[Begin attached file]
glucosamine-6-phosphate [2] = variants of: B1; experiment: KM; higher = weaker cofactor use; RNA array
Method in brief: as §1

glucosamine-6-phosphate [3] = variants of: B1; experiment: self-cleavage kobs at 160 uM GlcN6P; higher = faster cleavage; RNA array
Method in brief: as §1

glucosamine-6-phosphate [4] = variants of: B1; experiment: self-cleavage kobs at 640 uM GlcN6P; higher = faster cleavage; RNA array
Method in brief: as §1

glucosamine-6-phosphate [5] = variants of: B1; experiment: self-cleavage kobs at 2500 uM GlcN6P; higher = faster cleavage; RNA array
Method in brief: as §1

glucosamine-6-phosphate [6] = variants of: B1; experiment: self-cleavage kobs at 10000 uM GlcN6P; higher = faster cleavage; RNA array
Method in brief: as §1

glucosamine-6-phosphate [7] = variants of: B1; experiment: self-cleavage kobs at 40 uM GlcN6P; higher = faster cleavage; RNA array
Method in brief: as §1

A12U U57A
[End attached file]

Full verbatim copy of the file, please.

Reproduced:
glucosamine-6-phosphate [2] = variants of: B1; experiment: KM; higher = weaker cofactor use; RNA array
Method in brief: as §1

glucosamine-6-phosphate [3] = variants of: B1; experiment: self-cleavage kobs at 160 uM GlcN6P; higher = faster cleavage; RNA array
Method in brief: as §1

glucosamine-6-phosphate [4] = variants of: B1; experiment: self-cleavage kobs at 640 uM GlcN6P; higher = faster cleavage; RNA array
Method in brief: as §1

glucosamine-6-phosphate [5] = variants of: B1; experiment: self-cleavage kobs at 2500 uM GlcN6P; higher = faster cleavage; RNA array
Method in brief: as §1

glucosamine-6-phosphate [6] = variants of: B1; experiment: self-cleavage kobs at 10000 uM GlcN6P; higher = faster cleavage; RNA array
Method in brief: as §1

glucosamine-6-phosphate [7] = variants of: B1; experiment: self-cleavage kobs at 40 uM GlcN6P; higher = faster cleavage; RNA array
Method in brief: as §1

A12U U57A